SEE ALSO: 8 Amazing New Military Technologies

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Trump vs. Clinton: 10 Ways the Next President Will Impact Your Wallet | Slide 11 of 12

Dependent Care

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Key differences: Trump wants a new tax deduction for families with up to four children or for providing care to elderly relatives. Clinton wants a 10% household income cap on child care expenses.

Key Clinton quote: "I don't think any family should have to pay more than 10% of their income for child care.”

Key Trump quote: "We need working mothers to be fairly compensated for their work, and to have access to affordable, quality child care for their kids."

On Sept. 13, 2016, Trump proposed allowing families to deduct child-care expenses, up to the average cost of child care in their state. Parents who itemize as well as those who claim the standard deduction would be able to claim this tax break.

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There would be income caps for the wealthy under Trump's plan. Couples with income of more than $500,000 and individuals with income exceeding $250,000 would be ineligible. Families could claim the tax break for up to four children; it would also be available for taxpayers with elderly dependents.

Trump also wants to create a new savings plan that would allow parents to make tax deductible contributions to an account to pay for child care, after-school programs and private school tuition. Accounts set up for elderly dependents could be used for in-home nursing care, long-term care and other services.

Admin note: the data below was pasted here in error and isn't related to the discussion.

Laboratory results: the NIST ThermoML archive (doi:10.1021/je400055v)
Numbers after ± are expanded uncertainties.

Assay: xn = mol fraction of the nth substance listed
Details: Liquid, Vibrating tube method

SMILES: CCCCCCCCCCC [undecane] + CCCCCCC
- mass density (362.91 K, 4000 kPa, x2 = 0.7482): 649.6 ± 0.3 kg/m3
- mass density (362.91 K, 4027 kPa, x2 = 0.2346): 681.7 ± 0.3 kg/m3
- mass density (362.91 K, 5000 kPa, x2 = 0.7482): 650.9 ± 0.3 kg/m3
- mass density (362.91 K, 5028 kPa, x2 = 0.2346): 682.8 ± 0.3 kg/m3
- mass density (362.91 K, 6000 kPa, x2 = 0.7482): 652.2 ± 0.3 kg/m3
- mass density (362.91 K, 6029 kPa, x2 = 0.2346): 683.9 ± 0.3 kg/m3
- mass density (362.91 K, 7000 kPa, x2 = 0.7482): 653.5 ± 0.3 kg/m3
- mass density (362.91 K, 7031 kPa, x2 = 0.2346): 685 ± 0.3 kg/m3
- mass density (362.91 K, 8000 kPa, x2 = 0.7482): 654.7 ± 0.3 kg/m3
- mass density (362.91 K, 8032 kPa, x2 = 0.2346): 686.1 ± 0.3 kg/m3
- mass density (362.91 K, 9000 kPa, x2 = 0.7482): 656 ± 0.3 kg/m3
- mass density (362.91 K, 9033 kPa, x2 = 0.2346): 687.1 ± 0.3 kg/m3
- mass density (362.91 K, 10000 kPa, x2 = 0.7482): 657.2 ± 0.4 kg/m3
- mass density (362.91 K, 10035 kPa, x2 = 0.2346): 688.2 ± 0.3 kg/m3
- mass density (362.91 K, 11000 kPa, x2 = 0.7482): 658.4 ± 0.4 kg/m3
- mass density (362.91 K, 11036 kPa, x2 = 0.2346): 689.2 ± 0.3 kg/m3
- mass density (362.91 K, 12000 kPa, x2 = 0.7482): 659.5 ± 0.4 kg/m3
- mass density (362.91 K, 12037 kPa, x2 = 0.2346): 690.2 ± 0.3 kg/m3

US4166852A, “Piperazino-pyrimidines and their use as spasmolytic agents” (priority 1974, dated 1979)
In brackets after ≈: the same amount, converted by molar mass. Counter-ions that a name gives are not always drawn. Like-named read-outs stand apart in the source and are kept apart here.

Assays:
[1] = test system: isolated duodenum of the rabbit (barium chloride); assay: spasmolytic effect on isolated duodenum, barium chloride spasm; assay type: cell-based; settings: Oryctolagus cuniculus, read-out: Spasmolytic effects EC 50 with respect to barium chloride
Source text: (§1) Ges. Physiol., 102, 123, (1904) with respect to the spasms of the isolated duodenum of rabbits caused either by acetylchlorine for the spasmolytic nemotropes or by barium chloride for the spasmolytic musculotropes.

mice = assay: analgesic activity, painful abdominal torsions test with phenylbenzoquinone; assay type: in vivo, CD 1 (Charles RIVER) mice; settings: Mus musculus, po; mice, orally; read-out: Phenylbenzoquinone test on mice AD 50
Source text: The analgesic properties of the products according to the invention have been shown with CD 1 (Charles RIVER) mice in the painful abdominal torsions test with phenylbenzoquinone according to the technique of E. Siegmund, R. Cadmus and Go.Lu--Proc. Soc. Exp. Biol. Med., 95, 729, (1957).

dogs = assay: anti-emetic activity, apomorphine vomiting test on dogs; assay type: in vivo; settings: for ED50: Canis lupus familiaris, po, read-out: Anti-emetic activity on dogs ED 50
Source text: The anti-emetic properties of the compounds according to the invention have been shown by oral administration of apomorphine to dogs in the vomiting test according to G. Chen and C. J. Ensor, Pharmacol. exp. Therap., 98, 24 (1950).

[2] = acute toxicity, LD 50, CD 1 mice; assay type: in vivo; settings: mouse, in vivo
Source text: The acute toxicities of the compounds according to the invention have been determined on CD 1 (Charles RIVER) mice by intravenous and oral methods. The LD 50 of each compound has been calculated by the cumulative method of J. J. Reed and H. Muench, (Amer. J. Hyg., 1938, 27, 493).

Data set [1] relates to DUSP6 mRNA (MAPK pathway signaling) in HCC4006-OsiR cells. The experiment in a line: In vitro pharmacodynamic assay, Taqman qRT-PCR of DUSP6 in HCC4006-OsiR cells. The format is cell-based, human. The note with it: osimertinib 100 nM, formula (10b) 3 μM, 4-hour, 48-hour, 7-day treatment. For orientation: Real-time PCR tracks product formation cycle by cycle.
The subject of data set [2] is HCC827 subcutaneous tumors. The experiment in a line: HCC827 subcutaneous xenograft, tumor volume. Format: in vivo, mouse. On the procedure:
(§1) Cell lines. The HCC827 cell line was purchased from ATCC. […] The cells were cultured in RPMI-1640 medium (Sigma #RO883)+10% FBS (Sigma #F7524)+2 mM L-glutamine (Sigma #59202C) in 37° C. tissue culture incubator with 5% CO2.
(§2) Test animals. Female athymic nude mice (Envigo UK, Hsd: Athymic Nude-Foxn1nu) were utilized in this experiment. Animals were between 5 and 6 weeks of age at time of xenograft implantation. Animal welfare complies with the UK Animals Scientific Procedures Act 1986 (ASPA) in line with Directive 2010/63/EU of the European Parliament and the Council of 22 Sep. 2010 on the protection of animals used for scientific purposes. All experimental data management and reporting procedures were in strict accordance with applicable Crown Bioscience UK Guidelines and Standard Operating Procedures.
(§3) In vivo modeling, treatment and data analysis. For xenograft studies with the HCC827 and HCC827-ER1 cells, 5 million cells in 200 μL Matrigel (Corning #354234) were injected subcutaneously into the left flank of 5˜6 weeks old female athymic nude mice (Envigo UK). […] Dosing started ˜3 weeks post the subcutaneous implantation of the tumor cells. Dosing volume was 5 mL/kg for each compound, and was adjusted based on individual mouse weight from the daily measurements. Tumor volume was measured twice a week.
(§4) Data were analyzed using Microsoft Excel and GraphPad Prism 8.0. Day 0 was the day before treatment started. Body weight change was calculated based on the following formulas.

Under current law, flexible spending accounts allow parents to put aside pre-tax money for child care, but these accounts are only offered through employers and qualified expenses are more limited than those permitted by Trump's plan.

In addition, money saved in FSAs must be used by year-end (or the following first quarter). Trump's plan would allow savers to carry over unused balances.

Trump would also allow caregivers to claim an above-the-line deduction of up to $5,000 to cover home health care, adult day care or similar services for an elderly family member.

Clinton has proposed capping child care costs at 10% of a family's income. The program would involve federal subsidies for low-income families and tax breaks for middle-income parents. (Clinton hasn't provided specifics on how this tax relief would work.) Clinton also wants to provide financial aid to the nearly 5 million college students who are raising children while attending school. Clinton wants to provide those students with scholarships of up to $1,500, which could be used for child care, transportation or emergency financial aid.

Trump has proposed guaranteeing six weeks of maternity leave to mothers who don't already receive paid leave from their employers. His plan, which he says would be paid for by eliminating fraud in the unemployment insurance program, would be limited to mothers.

Clinton wants to provide up to 12 weeks of guaranteed leave for workers who need to take time off to care for a new child or seriously ill family member. Under her plan, workers would receive up to two-thirds of their current wages, up to a ceiling, while on leave. She would increase taxes on the wealthiest taxpayers to cover the costs of the program.

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Trump vs. Clinton: 10 Ways the Next President Will Impact Your Wallet | Slide 12 of 12

Best Stocks for the Next President

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We've picked stocks that could pop under a Trump or Clinton presidency.

In searching for potential beneficiaries of a Trump presidency, we examined the candidate’s statements and positions on energy, immigration, free trade and more. For our picks under a Clinton presidency, we had a better chance of anticipating how various industries might be affected because Clinton has been in politics longer and has released a greater number of official policy positions than Trump.

Best Stocks for a Donald Trump Presidency

Best Stocks for a Hillary Clinton Presidency